Monday, February 11, 2008
Tinker Creek of the mind
It may be Annie Dillard week for months, for ever. Last night awake at three and sifting through the pages of an old paper (someone had requested it as a submission of student work) and suddenly our lives are upturned like an apple cart --we had cake for breakfast and the dinner table is an incomprehensible pile of books and leaves of paper, precious linguistic notions, surprising sometimes, scarily profound, trailing off no where, meaning nothing in particular.
Because I was awake half the night I bumped my head twice and felt peculiarly oppressed by a woman at work who has been reminding me, almost every day, that we are not all watching the trees for movement, or gasping in sudden apprehension of a momentary, pinkish cloud-streaked sky. That is head-banging of the worst kind, and probably the type of experience that kept Rilke flitting along the edges of productive society like an etiolated moth.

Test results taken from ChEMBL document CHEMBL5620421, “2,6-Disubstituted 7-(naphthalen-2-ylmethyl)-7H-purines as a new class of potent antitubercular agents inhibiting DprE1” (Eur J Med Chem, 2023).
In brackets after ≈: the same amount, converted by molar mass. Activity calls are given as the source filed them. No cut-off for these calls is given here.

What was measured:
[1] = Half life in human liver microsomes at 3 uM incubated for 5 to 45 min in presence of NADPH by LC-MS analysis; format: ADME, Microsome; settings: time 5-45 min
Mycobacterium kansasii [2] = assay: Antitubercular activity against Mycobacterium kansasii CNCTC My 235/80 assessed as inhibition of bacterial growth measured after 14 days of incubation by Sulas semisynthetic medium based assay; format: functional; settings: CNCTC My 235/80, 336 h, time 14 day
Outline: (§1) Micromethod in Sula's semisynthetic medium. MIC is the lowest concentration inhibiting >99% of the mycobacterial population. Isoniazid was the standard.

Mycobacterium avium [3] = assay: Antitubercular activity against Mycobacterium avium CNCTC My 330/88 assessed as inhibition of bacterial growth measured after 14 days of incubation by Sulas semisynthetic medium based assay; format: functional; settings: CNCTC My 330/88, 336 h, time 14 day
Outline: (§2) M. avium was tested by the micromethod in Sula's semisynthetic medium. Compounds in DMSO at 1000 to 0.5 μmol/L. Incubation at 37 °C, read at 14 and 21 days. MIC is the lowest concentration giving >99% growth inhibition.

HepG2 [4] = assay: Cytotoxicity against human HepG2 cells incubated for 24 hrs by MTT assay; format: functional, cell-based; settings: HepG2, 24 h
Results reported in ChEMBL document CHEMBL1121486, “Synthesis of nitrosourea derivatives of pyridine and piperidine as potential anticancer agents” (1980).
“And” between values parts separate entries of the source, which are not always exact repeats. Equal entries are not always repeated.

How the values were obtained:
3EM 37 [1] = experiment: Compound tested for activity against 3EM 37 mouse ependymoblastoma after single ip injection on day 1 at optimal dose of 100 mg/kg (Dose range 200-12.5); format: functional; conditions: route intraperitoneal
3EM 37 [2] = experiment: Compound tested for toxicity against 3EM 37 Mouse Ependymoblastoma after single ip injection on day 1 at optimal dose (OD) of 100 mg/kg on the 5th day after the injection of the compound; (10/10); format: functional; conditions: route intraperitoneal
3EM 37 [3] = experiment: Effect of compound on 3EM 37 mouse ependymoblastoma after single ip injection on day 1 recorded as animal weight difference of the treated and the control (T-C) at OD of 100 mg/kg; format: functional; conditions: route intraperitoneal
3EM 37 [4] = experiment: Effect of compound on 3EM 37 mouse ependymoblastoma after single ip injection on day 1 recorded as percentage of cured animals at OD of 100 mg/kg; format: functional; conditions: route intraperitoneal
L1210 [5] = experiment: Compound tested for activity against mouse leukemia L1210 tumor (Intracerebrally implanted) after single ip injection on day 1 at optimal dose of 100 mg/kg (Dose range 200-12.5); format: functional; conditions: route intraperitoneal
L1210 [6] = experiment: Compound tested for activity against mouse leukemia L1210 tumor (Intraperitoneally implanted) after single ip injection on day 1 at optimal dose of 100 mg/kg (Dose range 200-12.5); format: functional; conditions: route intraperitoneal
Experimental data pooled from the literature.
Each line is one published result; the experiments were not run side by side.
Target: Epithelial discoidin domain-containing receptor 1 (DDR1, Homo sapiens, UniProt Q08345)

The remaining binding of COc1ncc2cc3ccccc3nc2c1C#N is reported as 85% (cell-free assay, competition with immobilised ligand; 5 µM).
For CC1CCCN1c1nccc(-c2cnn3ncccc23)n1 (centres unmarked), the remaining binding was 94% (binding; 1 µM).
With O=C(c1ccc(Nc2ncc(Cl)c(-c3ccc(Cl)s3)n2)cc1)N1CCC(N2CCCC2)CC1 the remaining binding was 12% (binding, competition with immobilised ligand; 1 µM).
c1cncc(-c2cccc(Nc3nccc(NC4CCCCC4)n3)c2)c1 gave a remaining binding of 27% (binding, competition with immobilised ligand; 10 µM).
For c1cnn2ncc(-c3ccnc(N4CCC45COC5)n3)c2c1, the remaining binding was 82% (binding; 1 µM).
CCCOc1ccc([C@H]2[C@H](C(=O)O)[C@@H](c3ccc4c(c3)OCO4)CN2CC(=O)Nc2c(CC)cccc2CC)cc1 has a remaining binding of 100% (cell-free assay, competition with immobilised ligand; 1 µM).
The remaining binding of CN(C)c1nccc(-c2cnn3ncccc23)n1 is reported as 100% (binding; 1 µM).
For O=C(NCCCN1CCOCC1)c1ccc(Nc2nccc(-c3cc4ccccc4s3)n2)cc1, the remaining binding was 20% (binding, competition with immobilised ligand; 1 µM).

After half an hour, the last of the stragglers had vanished into the trees. I stood with difficulty, bashed by the unexpectedness of this beauty, and my spread lungs roared. My eyes pricked from the effort of trying to trace a feathered dot’s passage through a weft of limbs. Could tiny birds be sifting through me right now, through the gaps between my cells, touching nothing, but quickening my cells, fleet? (Dillard, PaTC, p. 40)